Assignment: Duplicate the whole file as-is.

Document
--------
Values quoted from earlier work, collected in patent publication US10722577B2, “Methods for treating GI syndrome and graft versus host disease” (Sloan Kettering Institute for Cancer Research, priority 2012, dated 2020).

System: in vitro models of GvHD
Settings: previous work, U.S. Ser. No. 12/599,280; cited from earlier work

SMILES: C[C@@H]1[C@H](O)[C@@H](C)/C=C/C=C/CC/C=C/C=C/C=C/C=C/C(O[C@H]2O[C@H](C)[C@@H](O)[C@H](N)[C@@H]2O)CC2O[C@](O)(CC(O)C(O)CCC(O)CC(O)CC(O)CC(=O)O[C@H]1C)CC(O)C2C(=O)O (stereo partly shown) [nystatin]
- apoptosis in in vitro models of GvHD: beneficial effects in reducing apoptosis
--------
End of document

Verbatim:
Values quoted from earlier work, collected in patent publication US10722577B2, “Methods for treating GI syndrome and graft versus host disease” (Sloan Kettering Institute for Cancer Research, priority 2012, dated 2020).

System: in vitro models of GvHD
Settings: previous work, U.S. Ser. No. 12/599,280; cited from earlier work

SMILES: C[C@@H]1[C@H](O)[C@@H](C)/C=C/C=C/CC/C=C/C=C/C=C/C=C/C(O[C@H]2O[C@H](C)[C@@H](O)[C@H](N)[C@@H]2O)CC2O[C@](O)(CC(O)C(O)CCC(O)CC(O)CC(O)CC(=O)O[C@H]1C)CC(O)C2C(=O)O (stereo partly shown) [nystatin]
- apoptosis in in vitro models of GvHD: beneficial effects in reducing apoptosis